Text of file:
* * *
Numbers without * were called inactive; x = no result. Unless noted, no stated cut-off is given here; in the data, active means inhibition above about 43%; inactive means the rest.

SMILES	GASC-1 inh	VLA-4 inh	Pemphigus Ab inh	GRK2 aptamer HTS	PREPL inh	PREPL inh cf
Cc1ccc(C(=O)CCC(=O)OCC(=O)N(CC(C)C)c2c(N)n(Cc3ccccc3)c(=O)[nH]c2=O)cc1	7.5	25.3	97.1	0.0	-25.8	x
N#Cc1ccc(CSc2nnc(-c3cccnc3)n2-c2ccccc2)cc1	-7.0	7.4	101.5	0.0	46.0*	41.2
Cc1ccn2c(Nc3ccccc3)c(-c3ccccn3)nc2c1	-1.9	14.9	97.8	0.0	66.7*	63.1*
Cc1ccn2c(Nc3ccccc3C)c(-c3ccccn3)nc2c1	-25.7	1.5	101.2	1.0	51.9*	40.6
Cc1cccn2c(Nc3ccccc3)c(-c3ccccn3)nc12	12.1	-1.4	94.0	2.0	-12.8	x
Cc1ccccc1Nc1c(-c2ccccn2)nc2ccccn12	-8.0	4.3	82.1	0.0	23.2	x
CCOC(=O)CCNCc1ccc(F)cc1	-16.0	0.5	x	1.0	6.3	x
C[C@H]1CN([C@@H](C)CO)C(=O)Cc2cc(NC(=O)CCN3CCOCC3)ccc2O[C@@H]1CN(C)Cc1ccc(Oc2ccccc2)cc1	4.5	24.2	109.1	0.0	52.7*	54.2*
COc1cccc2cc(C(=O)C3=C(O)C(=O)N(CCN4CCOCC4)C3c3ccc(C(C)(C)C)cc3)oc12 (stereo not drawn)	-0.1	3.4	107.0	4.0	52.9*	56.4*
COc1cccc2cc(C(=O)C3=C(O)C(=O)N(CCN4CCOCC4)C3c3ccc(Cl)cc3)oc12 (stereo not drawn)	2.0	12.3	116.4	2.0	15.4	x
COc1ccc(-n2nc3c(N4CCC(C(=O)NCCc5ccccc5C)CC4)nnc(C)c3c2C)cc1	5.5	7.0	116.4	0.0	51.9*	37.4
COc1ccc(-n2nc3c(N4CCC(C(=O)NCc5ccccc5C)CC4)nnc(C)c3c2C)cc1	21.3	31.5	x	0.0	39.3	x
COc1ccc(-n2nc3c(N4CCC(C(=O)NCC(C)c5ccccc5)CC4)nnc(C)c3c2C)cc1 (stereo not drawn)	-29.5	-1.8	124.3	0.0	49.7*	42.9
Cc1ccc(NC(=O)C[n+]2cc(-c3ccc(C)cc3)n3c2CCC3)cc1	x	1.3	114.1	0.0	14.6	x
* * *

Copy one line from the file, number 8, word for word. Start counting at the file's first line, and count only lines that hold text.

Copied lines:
Cc1ccccc1Nc1c(-c2ccccn2)nc2ccccn12	-8.0	4.3	82.1	0.0	23.2	x